Rule #0) Dress in layers. The rest of the rules won't work without this pre-requisite.
Rule #1) Stay dry. Your outermost layer should block water but also be breathable so your sweat can escape. Your innermost layer should wick away water. Wool or polyester work well for that.
Rule #2) Keep out the wind. Your outermost layer should also block wind. Try to keep it tight where different layers meet. For instance, an elastic waist in a jacket helps keep the wind from billowing up underneath and circumventing the outer layer. Before you go out, stretch your arms around to make sure your wrists are waist aren't exposed.
Rule #3) Keep in the heat. Have a collar that blocks heat escape like an elastic band or scarf. Your middle layer should be insulating like wool, fleece, or even down.
Rule #4) Be mindful of changing conditions and ajust accordingly. If you're building up sweat, take off a layer or loosen it so you get better ventilation. If you start to feel cold somewhere, change something. Stand up if your butt gets cold. Pull your hands inside your sleeves or even all the way to your torso if you're losing feeling in your fingers. Go change your socks if your toes get cold.
Keep your head covered. Wear long underwear. Keep moving.
Keep your head covered, it's where most heat escapes. Also high risk areas like ears, fingers, and toes. I layer moisture wick long underwear, then a thicker liner like fleece or the "old style" long johns. I also think your core is important, so on top I'll wear a vest. From then on, it's all about conditions. Wet or not, but I usually wear tough canvas pants and a fleece, hood, and knit cap over the ears. Add gortex if it's wet, and get good gloves and boots. I use the $1.00 jersey cloth gloves under water resistant mittens and army surplus boots that have always kept,my feet warm. Yes, there are electric socks and gloves you could use. Or the Hot Packs, which sometimes I put behind my head. They even used to make "pocket warmers", but I guess that someone bursting into flames ended That.(Too bad, I'd love a couple) However, when it is really cold, you already are in 10 pounds of bulky clothes, so I don't want batteries or stuff in my pockets.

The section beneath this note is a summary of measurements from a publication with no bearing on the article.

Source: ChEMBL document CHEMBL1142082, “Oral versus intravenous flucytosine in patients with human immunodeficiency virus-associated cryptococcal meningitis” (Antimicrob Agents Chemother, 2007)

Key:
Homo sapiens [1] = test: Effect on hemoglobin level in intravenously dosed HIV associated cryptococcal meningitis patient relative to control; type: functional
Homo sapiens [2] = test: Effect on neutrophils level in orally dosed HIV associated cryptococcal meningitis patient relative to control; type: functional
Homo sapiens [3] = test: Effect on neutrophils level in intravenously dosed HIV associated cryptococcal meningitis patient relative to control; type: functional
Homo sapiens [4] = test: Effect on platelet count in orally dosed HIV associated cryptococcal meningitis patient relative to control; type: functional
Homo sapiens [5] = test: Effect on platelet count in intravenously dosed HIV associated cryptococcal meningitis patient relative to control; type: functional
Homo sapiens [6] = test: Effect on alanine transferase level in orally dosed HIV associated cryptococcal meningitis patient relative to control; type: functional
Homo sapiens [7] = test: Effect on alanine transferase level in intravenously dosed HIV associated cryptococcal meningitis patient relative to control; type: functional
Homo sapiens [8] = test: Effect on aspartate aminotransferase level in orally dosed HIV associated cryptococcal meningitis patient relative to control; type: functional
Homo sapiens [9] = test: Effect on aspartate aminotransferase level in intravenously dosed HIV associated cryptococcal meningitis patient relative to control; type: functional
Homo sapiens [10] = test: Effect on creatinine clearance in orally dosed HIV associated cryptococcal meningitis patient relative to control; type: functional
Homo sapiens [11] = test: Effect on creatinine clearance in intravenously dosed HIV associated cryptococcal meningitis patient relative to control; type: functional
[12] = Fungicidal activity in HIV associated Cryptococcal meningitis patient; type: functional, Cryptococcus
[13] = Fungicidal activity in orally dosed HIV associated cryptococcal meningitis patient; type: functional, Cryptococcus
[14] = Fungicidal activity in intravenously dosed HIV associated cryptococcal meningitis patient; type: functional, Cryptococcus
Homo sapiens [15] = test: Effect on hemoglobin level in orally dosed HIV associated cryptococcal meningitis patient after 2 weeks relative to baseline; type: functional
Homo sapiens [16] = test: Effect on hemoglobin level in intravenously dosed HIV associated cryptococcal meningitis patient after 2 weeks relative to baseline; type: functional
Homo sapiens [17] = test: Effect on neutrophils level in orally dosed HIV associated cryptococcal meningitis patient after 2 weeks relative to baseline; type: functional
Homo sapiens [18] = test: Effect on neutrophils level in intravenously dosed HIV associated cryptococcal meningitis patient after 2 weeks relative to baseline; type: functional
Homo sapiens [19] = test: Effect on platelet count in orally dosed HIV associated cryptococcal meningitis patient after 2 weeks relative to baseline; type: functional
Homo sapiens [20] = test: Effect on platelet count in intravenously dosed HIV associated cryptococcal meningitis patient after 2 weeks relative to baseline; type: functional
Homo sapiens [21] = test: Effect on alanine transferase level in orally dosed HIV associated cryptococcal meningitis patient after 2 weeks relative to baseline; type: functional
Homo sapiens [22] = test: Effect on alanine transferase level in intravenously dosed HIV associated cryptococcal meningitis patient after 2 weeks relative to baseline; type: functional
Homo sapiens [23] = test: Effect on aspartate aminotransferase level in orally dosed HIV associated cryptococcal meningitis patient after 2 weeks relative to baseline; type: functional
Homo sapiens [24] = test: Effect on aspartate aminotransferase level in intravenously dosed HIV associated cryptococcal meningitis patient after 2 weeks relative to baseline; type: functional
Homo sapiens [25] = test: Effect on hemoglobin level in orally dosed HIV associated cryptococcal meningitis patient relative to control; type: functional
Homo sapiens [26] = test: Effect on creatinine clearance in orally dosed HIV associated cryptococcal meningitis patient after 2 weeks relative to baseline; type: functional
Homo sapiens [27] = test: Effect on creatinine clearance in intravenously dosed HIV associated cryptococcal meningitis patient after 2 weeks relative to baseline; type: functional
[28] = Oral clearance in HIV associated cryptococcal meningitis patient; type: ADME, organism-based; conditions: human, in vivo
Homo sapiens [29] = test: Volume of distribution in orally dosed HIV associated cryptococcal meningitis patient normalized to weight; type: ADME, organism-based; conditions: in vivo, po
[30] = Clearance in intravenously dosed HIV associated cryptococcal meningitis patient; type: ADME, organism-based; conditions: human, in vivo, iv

Engineer Toast and the others have provided great suggestions. I have also found that wearing a pair of snow pants (like those used for snowmobiling or skiing) makes a huge difference when you need to be outside for long duration in extreme cold or high winds.
I think the top answers already covered most clothing things, but I highly recommend wool and down as they're much warmer for their weight than anything else. My extra cold weather outfit is several layers of wool long underwear (I like merino, which you can find at outdoor stores, as it's much softer than other wool), a thick wool sweater, corduroy or other warm pants, fleece or down vest with a fat zip-up collar so I can skip a scarf (some people prefer neck warmers but I feel like they're choking me), down jacket with a good hood, possible waterproof or at the very least wind proof layers (top and bottom), fleece-lined wool or down hat and mittens, a few layers of wool socks, and fleece-lined waterproof leather boots. I do most of my winter clothes shopping at REI or other outdoor stores, and I think outdoor clothing is generally much warmer than the stuff you'd find in normal clothing shops, but I could be wrong about that.
Also I just wanted to add these... not exactly clothing, but definitely life hacks for staying warm:
A supply of those little chemical hand warmer packets can go a LONG way if your clothing isn't quite keeping up with the cold. The disposable, iron-based/air-activated exothermic ones are nontoxic, environmentally safe, odorless, non-combustible, super cheap (like $1 or less), and last like 10-12 hours, but I think there are also reusable ones on the market if you want to avoid disposable products. I stuff them into my mittens, bra and all my pockets when I need an extra boost of heat. They are AMAZING. They do need oxygen to activate though, so they'll stop working after a few minutes if you stuff them into tight waterproof boots, which is one reason I like the fleece/fur-lined boots as they seem to let a little bit of air in to keep them at least slightly activated.
Eating and physical activity are the two best ways you can get your body to generate heat from the inside out. If you're cold and haven't eaten for a while, sometimes having a snack will be enough to warm you back up. You can also jog in place to hear yourself up (extra points for generating heat through friction if you do this while rubbing your thighs together!), although it's important to find the balance between warming up and breaking a sweat which you definitely want to avoid. And I always keep an insulated thermos of hot tea on me to sip throughout the day when I'm doing field work in the snow (those Swell bottles or similar knockoffs are the best ones I've found for staying hot all day). If you aren't going to be somewhere remote and can refill a bottle of hot tea or water throughout the day, it's actually better to use a less insulated bottle like a Nalgene or one of those old school rubber water bag/bottles if you can find one, and store it in an inner jacket pocket on your torso so it heats you up until you finish it.